“Septic tanks along the coastal zone especially can be particularly dangerous knowing that they face certain conditions from sea level rise from groundwater intrusion and just the challenges of living on the coastal zone,” Egger says.
Egger says the James Island grant is a good step in fixing one area that faces problems.
“When we set up septic tanks that are particularly dense right on the waterways, right on our wetlands, we’re really setting up the future to fail,” Egger says. “What we really need to do is consider septic tanks and where we place them more within the planning process and more of our regulations. The best way to prevent a septic tank from failing is before it ever it gets in the ground.”
The homes impacted by the district’s project can expect a letter detailing the plan in the coming months.
The federal money for the project had a deadline to be used by December of 2026. Schaeffer says it will take time to get proper and easements and estimates groundwork will begin toward the end of 2024.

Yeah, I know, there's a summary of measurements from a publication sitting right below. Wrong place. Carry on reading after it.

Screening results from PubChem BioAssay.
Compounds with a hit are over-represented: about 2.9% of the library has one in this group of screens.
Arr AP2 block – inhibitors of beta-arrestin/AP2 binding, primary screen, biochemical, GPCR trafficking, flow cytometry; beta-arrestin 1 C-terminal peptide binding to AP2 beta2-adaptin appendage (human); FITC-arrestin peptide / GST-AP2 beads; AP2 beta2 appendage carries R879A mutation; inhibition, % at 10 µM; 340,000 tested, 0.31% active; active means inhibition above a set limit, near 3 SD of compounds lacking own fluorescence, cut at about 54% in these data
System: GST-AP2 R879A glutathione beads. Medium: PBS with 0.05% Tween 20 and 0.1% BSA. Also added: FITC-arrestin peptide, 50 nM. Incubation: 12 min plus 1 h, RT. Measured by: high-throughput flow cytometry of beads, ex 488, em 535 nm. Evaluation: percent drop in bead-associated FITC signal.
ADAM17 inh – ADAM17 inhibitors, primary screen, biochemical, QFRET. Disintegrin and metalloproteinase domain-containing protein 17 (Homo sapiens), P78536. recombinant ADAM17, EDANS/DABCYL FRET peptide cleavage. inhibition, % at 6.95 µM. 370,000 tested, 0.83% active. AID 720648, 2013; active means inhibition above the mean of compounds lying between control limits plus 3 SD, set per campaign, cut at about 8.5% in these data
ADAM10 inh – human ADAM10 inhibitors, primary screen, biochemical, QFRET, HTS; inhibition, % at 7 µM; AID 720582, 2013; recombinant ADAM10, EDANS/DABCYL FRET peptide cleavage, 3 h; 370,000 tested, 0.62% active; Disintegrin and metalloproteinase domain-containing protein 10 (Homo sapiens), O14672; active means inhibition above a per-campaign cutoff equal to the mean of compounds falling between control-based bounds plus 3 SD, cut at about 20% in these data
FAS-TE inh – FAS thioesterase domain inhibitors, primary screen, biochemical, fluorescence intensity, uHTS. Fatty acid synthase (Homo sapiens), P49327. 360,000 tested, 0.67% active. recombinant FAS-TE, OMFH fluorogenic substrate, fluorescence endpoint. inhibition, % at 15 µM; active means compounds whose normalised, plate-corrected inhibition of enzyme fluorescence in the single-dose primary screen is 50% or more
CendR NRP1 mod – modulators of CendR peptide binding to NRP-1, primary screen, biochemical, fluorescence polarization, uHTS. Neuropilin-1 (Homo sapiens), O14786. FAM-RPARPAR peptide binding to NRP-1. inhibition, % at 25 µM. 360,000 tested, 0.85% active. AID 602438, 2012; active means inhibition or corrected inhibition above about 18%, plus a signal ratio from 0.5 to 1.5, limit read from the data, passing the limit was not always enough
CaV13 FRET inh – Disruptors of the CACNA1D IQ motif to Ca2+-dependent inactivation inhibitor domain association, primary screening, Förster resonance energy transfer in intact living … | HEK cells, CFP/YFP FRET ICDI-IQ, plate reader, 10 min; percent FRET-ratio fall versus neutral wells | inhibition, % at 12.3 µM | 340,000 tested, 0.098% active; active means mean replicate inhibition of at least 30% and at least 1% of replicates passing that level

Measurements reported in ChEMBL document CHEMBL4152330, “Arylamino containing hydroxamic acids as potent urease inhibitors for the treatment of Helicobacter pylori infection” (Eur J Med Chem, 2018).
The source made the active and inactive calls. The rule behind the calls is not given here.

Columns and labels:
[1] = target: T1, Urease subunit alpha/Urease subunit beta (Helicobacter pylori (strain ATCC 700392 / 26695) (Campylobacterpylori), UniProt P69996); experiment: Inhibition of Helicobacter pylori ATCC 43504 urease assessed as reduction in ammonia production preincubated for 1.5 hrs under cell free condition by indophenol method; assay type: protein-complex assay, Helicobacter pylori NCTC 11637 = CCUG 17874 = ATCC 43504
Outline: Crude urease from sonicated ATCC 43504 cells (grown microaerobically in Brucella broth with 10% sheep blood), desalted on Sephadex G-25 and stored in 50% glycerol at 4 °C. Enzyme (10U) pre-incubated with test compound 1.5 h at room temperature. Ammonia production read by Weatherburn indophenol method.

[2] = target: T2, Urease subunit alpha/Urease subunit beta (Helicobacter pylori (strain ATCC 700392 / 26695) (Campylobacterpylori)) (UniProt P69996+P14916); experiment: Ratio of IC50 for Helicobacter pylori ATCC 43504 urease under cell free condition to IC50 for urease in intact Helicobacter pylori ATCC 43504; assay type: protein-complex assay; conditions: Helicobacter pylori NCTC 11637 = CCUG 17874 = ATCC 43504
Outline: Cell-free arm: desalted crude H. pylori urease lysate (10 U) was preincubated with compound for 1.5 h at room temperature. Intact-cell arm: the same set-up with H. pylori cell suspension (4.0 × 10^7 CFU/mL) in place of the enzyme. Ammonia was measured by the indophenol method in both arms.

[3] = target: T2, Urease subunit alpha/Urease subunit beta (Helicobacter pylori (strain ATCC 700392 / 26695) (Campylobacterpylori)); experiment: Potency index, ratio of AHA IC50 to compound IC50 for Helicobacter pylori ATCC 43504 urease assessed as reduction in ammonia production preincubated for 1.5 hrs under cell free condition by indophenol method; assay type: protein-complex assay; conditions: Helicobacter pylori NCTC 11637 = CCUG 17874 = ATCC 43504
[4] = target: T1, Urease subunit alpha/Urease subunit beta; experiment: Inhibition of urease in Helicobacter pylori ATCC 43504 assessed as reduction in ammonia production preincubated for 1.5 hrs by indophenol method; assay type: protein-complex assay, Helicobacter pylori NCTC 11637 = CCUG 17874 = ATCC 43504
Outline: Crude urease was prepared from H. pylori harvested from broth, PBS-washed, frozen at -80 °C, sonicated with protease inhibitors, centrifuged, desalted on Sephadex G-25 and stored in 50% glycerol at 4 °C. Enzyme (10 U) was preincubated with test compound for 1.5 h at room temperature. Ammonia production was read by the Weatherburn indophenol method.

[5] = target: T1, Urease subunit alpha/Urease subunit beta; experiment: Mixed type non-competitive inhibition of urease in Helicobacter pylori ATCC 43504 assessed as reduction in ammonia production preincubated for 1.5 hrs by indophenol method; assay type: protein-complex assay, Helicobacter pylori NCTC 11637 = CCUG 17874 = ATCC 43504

“Obviously we have started already with preliminary engineering and surveying and the easements that are required and the permitting that is required. So that is a years long process,” he says.
Schaeffer says there will be public engagement sessions to answer questions for people who live on properties being connected so their questions will be answered over the course of the years long project.
“This is kind of like 199 mini projects. We have to work with each one of the homeowners as far as where the pump is going to go, where’s the power to be able to have the pump, to be able to get each one of those households on to the sanitary sewer system. It’s kind of an individual project,” Schaeffer explains.
The sewer lines will be laid underground, and a pump will replace each home’s connection to a septic tank.
“We’re the last utility going into these neighborhoods. So there’s already power and there’s already cable and water and things for us to hit. And so instead of trenching, open trenching, we have the technology to be able to bore through so that we’re not tearing up the roads and there’s less disturbance for the community,” Schaeffer says.
Schaeffer thanked the state representatives who lobbied for this money and says the district will continue to work to replace aging septic with lines as they are able in the coming years.